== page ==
The free app allows Ancestry.com members to access family trees they have created or that have been created by their friends, and get access to the documents they have attached to these trees while they not at a computer, but have an Apple iOS device handy. (Ancestry.com says they are investigating creating an Android operating system version of the App.)
This announcement involves Ancestry improving it’s iPhone App, and also releasing an iPad-specific app designed specifically for use with the larger format of the iPad.
The blog entry says:
“Today, we announced the availability of an enhanced version of our iPhone app, Ancestry, that now has universal support for the iPad and offers several new features:
- An interactive family tree viewer to visualize relationships in your family history
- Access to family trees that were shared with you
- Ability to view attached historical documents and source citations attached via Ancestry.com
- An improved user experience
- Available on the iPad”
On the iPad, Ancestry.com makes the point that this will be a powerful sharing tool for genealogists to show one another and their families what they have found.
While I do not have an iPhone, iPod Touch, or iPad, and haven’t felt a real desire to get one until now, being happy with my HTC Evo Android phone, my Mac laptops, and my Kindle, this looks quite interesting.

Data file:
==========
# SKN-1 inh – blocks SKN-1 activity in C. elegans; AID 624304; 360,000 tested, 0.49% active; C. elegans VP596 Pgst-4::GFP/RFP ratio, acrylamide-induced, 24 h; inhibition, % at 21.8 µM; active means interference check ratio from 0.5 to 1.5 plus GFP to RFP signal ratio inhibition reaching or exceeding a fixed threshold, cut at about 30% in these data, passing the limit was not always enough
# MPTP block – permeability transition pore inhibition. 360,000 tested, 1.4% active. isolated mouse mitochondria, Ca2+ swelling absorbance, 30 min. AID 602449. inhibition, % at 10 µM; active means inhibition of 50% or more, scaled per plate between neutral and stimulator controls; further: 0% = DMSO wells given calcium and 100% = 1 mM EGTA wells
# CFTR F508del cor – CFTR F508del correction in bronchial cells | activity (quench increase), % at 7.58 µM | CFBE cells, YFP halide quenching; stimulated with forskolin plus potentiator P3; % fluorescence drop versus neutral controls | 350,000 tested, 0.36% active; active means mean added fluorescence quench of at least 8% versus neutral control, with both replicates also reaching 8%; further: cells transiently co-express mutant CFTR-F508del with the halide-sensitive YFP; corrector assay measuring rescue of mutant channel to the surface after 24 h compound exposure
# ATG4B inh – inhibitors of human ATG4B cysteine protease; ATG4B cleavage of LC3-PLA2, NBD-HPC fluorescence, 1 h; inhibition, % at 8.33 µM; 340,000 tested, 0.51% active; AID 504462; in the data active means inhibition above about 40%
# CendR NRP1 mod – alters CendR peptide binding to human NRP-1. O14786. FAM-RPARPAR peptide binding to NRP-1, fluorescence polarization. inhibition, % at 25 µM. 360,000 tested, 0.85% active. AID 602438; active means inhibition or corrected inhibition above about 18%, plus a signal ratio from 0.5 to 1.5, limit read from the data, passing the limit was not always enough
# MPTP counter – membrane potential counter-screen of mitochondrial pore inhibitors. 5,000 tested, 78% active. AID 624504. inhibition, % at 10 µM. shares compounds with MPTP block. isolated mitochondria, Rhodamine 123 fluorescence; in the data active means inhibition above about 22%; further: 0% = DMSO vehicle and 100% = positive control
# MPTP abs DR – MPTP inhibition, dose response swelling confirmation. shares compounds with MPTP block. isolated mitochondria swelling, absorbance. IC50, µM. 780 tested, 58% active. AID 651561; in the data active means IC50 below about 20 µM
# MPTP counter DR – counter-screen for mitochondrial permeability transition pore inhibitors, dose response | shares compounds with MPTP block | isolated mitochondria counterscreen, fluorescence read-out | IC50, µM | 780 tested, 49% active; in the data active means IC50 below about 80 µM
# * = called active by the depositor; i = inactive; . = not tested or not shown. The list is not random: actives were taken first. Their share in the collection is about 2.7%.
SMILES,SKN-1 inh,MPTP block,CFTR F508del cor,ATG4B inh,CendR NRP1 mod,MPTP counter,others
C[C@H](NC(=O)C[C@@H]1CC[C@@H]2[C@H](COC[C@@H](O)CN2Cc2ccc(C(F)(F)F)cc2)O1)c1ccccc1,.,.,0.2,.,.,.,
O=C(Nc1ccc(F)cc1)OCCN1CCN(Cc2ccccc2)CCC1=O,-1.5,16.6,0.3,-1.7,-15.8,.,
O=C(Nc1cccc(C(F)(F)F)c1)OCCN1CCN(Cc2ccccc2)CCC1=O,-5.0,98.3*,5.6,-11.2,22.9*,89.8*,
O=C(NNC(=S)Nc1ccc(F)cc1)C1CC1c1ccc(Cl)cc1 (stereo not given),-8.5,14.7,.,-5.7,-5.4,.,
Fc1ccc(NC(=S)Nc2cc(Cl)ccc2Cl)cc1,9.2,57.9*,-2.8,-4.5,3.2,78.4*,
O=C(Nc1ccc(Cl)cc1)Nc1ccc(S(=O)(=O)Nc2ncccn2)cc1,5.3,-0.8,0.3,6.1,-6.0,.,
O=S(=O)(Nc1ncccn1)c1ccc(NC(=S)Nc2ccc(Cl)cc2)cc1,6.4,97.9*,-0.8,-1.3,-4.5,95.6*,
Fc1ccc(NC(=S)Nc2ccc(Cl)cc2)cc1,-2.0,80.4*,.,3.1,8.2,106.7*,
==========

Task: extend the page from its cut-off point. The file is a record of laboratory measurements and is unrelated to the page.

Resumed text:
With Ancestry.com’s acquisitions last year of Footnote, one wonders if the interactivity available on that site will seed creativity around these mobile apps, allowing users to annotate images for themselves and others from the App, and upload this information to the web.
The app becomes really compelling if I can make “notes” about the genealogical images, say that have been incorrectly indexed, and then, the next time I am online, upload those notes for others. Or, if I can take quick snapshots (iPad 2 is rumored to have a camera), then upload these quickly to Flickr, Ancestry, and other accounts with default privacy settings. As a one-way app, Ancestry looks cool; as a portable collaborating and crowd sourcing tool, it would be an almost essential addition to any genealogist’s technological toolkit.